Man is, by nature, an unfriendly sort of animal, much like the rest of the predators. That happens to be the purpose of civilization: the attempt to reconcile, or at least keep within (and not include!) homicidal limits, the relationships that we all have to endure. Sit in the subway, compete for a taxi at the hospital gates when you have made the call but somebody else says that they did the ordering; reach for your credit card at the supermarket to pay for your weekly shopping when the guy behind you has bought a couple of cans of beer and nothing much else. The hatred towards strangers is palpable; if looks could kill there’d be no crowds.

Haves and have nots are the norm and always will be. It’s how life is, and no amount of envy and political posturing ever changes that – trials and revolutions enough have been attempted already, all of which turn into nothing but a redistribution of the available goodies to yet another select grouping. I’d rather they stay with those who create them than with those who steal them from the former.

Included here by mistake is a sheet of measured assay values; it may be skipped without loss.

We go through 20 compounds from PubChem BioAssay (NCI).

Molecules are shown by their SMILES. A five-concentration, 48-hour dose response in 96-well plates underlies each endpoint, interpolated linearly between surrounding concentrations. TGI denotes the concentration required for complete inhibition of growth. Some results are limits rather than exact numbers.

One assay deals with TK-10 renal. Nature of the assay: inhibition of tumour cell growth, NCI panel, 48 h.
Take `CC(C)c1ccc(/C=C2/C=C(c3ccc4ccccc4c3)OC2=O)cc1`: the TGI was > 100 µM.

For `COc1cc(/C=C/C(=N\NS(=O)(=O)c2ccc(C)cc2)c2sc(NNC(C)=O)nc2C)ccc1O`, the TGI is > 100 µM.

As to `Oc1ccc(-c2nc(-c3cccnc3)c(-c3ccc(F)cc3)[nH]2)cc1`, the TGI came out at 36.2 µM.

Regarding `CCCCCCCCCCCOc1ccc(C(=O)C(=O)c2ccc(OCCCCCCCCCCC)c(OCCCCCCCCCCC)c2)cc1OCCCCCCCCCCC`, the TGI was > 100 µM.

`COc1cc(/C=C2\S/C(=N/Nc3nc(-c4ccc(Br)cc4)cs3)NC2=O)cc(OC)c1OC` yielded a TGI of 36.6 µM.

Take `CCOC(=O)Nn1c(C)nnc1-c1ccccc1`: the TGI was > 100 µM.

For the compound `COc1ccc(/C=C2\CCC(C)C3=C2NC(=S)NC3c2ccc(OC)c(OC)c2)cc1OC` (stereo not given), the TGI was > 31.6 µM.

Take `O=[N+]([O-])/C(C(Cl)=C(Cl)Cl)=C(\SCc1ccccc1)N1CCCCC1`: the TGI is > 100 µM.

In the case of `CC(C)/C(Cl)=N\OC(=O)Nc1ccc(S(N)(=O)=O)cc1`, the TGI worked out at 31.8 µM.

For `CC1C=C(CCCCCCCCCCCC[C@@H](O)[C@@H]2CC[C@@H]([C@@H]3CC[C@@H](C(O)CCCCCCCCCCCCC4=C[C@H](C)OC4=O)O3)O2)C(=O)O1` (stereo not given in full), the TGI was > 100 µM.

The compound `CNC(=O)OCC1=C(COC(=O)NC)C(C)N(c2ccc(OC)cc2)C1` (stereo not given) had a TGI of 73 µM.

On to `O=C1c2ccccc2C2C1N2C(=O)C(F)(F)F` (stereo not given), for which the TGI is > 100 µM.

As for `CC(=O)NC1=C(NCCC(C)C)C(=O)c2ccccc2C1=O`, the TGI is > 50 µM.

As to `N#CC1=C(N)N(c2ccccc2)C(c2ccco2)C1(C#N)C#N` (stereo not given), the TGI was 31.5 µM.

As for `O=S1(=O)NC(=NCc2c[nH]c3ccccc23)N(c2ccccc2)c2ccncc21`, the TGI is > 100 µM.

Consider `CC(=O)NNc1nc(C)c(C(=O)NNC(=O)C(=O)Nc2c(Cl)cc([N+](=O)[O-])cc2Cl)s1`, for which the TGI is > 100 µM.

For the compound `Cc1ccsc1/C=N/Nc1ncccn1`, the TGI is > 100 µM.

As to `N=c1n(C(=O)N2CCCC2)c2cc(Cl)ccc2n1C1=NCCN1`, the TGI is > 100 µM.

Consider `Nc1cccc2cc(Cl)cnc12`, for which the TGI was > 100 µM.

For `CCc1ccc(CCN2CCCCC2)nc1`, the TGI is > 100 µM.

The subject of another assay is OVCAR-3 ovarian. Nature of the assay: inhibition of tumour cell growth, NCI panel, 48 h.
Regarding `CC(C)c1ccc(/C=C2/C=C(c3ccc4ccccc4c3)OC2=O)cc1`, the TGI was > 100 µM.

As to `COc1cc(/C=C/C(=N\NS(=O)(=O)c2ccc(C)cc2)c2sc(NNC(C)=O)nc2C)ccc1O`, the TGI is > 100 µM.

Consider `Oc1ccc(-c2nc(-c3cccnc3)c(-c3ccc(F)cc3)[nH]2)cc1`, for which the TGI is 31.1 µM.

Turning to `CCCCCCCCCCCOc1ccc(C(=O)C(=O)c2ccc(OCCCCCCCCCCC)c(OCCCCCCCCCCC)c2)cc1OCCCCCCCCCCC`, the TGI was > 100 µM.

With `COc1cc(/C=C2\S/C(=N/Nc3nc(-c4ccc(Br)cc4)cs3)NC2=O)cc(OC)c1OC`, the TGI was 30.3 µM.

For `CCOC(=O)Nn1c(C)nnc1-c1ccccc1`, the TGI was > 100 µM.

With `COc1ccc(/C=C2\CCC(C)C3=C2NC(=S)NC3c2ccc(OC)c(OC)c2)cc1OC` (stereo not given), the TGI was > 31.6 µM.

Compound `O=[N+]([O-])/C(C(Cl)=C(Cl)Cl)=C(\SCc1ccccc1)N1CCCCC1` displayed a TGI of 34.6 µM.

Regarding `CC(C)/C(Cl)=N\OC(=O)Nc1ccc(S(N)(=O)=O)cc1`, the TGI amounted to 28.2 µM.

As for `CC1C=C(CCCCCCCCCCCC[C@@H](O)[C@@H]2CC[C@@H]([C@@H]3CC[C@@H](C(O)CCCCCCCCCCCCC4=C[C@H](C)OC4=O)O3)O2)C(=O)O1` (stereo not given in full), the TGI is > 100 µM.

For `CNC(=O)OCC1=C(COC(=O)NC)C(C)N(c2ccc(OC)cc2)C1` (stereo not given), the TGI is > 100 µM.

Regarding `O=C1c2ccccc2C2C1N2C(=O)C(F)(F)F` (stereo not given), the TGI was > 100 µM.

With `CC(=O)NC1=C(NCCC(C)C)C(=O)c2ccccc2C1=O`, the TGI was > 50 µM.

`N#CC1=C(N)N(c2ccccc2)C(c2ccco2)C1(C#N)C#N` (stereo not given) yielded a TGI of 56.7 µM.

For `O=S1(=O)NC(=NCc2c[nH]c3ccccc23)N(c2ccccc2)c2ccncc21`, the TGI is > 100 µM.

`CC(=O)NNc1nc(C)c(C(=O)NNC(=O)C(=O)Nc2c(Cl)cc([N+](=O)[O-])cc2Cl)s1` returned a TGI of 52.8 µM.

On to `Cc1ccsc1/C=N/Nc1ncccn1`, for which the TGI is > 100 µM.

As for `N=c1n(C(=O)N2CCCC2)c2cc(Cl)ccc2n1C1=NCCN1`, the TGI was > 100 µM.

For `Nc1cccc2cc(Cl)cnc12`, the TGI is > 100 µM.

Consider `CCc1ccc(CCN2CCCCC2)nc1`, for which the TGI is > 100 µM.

Anyone with access to a newspaper’s editor, a tv station or a publishing house can make and spread faux statements that sound clever and deep; a few seconds of reading should be enough to indicate the direction from which they spring. Unfortunately, that analysis seldom seems to happen – it’s all gobbled up and read as fact.

Satire is a beautiful media: you can offend and insult and cloak it with a smile and make money at the same time. That you might regularly get sued is probably deductible, too. I don’t know, but if it’s true that the young get their political ‘knowledge’ from tv shows and literary comics, then that might go a fairly long way to explaining why the world is where it is today, and with decreasing signs of it managing to climb back out of the pit it’s digging for itself.

That the rich-list is as it is is hardly surprising; think back to school: how many people scored within the 95% - 100% ranges? Very few indeed. That defines the differences at a very early stage in life, and happens to be one of the very signifiers that so many governments do their best to disguise and discourage. Everything else is causal apart from the fact that some kids are bright and others not. It certainly doesn’t happen only in school: the outside, adult world has just as many challenges where scholastic skills are not able to compete with street smarts. Those who fall at both hurdles really have no-one and nothing else to blame but themselves.

But isn’t a perceived plot so much more rewarding and comforting?

;-)

Rob C
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Rob C
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« Reply #449 on: August 06, 2013, 03:57:04 AM »